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Low Skilled Local Labor Demand Shocks and Labor Market Outcomes: Evidence from the Mexican Tequila Crisis

Monras, Joan

How does immigration affect natives local wages? A vast literature considers this, much of it focused on Mexican immigration to the United States. Prior work emphasizes the importance of instrumenting for immigrant destinations, the key role of experience-skill cells, and the potential for spillovers to national markets. I build on these, using the Mexican ’Tequila Crisis’ of the mid-1990s as an exogenous shock to immigration. Instrumentation thus includes both a time dimension for the shock period, plus a destination dimension as in prior work. The 1.5% immigration shock of the Tequila Crisis lowered the wages of young low skilled US natives by 1 to 1.5 percent. It also prompted interstate labor reallocation. The share of low skilled workers is estimated to decrease by 2 percentage points as a result of the shock. This explains why within five years, national markets adjust, leaving no evidence of differential spatial impact.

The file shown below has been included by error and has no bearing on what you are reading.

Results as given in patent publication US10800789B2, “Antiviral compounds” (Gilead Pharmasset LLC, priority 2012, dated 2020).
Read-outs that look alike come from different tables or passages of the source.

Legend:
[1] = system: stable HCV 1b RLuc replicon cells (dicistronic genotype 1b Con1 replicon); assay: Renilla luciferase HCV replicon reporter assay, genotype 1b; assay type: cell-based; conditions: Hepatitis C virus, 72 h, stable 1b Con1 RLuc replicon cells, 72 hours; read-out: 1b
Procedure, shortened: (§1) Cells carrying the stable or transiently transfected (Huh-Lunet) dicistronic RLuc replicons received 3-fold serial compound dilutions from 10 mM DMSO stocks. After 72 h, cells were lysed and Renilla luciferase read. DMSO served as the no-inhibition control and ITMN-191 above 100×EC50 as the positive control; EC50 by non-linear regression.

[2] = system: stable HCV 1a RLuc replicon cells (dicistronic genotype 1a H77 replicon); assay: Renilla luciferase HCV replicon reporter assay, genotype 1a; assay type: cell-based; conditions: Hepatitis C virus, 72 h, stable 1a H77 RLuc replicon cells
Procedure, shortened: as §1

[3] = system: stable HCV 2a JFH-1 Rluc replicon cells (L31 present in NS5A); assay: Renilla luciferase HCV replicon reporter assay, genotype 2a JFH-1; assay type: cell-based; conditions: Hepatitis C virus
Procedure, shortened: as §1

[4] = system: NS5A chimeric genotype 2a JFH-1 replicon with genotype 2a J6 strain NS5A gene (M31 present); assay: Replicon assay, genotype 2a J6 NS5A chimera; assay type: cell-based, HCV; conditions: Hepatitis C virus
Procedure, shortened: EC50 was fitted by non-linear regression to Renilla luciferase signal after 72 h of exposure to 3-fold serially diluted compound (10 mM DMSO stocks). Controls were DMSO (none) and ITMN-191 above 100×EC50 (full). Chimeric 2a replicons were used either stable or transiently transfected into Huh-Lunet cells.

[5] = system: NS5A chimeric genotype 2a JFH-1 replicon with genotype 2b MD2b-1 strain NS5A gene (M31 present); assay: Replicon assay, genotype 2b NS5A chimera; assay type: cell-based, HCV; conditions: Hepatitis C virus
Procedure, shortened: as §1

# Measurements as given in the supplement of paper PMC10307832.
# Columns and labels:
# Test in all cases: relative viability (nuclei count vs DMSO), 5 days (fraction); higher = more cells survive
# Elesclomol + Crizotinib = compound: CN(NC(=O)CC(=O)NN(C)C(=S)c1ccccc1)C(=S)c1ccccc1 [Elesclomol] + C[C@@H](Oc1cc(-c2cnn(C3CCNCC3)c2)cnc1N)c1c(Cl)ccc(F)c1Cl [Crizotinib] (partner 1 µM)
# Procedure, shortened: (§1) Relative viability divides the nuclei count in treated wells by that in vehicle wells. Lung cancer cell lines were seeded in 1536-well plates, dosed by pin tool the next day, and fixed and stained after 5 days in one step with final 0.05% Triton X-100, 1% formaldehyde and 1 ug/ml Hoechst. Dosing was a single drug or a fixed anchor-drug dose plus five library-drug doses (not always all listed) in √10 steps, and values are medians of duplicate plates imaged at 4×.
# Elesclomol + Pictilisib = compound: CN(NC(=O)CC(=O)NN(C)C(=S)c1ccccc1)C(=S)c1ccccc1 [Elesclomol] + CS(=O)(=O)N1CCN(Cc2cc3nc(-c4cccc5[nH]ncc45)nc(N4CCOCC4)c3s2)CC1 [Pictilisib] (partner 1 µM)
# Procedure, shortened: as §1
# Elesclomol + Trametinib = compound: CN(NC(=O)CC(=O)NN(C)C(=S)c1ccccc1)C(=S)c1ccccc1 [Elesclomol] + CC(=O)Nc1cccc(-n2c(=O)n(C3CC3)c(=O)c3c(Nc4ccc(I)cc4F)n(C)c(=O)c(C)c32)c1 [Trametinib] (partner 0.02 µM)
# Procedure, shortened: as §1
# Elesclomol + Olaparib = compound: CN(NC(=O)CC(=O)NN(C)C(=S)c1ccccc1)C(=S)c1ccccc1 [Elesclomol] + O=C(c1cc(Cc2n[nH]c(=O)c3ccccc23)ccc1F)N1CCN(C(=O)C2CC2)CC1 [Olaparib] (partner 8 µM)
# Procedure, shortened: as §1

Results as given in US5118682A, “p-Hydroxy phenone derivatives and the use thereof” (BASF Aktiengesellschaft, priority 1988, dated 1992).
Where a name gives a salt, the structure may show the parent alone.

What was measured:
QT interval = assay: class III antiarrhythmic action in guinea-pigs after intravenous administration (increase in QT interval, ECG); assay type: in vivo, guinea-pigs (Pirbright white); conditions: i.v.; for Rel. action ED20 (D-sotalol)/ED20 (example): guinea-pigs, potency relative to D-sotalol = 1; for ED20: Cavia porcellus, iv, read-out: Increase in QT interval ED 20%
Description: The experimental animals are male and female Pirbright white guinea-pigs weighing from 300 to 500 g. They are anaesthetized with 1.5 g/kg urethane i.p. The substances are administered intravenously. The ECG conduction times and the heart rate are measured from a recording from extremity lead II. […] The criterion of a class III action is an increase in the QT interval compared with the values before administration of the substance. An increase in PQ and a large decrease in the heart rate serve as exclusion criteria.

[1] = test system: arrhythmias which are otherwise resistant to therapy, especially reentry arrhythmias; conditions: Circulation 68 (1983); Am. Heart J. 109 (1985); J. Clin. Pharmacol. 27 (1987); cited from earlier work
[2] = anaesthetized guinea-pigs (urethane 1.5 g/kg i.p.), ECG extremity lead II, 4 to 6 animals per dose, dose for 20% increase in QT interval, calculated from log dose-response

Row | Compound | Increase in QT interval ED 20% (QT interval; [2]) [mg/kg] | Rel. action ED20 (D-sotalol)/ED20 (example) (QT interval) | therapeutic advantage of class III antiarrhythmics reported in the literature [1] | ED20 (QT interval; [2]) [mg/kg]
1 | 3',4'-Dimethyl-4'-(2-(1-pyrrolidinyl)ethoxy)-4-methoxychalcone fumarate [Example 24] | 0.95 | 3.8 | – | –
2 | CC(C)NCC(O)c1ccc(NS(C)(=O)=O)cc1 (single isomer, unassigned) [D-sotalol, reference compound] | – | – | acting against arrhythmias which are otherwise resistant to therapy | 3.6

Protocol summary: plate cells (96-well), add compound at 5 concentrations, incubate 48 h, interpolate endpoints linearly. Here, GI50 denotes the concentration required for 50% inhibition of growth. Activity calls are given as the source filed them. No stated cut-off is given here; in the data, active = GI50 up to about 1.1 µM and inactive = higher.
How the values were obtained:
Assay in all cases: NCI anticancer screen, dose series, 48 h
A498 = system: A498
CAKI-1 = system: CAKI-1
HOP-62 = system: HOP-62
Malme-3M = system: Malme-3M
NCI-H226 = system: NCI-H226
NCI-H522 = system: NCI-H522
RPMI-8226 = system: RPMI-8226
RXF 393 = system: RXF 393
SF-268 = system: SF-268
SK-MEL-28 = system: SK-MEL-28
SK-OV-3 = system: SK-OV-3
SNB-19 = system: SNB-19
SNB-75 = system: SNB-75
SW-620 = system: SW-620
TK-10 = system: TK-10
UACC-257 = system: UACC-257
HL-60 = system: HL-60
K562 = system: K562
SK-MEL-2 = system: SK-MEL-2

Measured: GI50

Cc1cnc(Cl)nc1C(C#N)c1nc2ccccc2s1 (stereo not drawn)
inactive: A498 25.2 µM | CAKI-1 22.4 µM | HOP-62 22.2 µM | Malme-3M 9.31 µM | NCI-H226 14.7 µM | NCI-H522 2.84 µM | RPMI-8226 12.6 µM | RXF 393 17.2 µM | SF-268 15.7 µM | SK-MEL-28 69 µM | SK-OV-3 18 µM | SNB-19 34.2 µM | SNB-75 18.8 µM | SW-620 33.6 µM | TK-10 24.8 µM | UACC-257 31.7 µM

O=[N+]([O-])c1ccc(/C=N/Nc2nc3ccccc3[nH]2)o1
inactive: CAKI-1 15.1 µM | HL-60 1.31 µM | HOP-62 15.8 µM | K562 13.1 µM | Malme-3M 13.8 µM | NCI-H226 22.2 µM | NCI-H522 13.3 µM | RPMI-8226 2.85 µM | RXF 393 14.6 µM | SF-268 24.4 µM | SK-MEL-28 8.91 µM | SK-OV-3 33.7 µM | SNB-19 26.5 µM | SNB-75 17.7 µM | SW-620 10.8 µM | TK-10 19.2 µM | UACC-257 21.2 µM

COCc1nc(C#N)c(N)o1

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Academic Units
Economics
Publisher
Department of Economics, Columbia University
Series
Department of Economics Discussion Papers, 1213-24
Published Here
June 17, 2013
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